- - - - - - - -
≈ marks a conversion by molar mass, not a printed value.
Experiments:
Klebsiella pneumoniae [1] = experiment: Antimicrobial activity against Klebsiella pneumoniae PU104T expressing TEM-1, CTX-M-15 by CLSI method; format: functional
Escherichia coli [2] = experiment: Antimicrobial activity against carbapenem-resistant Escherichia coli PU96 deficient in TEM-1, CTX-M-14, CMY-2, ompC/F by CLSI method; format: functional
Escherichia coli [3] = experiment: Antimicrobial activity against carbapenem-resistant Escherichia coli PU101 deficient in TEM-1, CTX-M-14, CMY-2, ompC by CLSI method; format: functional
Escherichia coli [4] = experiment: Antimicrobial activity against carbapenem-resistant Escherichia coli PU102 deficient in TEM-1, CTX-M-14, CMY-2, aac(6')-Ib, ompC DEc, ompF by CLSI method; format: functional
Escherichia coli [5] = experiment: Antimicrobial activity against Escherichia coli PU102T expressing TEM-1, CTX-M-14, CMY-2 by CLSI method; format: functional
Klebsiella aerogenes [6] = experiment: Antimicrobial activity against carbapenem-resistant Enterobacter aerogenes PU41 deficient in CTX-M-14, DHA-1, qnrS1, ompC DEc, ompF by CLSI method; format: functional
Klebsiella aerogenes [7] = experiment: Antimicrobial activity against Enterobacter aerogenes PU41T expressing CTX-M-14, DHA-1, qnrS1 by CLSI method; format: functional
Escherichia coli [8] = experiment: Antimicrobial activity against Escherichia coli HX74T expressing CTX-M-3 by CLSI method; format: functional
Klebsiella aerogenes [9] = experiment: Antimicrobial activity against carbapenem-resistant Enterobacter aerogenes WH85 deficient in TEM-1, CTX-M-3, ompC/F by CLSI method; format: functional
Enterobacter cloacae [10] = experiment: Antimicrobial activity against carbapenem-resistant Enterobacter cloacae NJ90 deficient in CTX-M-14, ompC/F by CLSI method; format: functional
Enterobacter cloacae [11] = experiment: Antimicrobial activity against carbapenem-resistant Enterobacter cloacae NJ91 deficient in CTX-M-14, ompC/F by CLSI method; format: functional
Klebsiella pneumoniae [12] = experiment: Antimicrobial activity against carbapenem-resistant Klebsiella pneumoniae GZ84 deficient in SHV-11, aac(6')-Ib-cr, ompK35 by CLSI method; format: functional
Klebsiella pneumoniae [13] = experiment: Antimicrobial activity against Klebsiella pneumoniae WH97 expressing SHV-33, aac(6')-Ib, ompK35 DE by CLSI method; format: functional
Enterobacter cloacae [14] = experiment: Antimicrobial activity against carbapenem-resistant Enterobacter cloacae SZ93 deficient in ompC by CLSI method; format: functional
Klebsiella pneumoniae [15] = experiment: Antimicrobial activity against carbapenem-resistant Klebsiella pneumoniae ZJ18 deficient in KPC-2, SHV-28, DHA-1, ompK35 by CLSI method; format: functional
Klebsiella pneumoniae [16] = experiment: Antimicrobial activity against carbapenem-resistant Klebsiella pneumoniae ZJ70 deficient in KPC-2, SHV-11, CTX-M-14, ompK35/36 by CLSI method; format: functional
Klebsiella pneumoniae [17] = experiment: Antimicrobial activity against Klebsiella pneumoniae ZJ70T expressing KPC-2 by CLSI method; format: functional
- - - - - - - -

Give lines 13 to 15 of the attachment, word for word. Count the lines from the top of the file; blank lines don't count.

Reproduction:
Enterobacter cloacae [11] = experiment: Antimicrobial activity against carbapenem-resistant Enterobacter cloacae NJ91 deficient in CTX-M-14, ompC/F by CLSI method; format: functional
Klebsiella pneumoniae [12] = experiment: Antimicrobial activity against carbapenem-resistant Klebsiella pneumoniae GZ84 deficient in SHV-11, aac(6')-Ib-cr, ompK35 by CLSI method; format: functional
Klebsiella pneumoniae [13] = experiment: Antimicrobial activity against Klebsiella pneumoniae WH97 expressing SHV-33, aac(6')-Ib, ompK35 DE by CLSI method; format: functional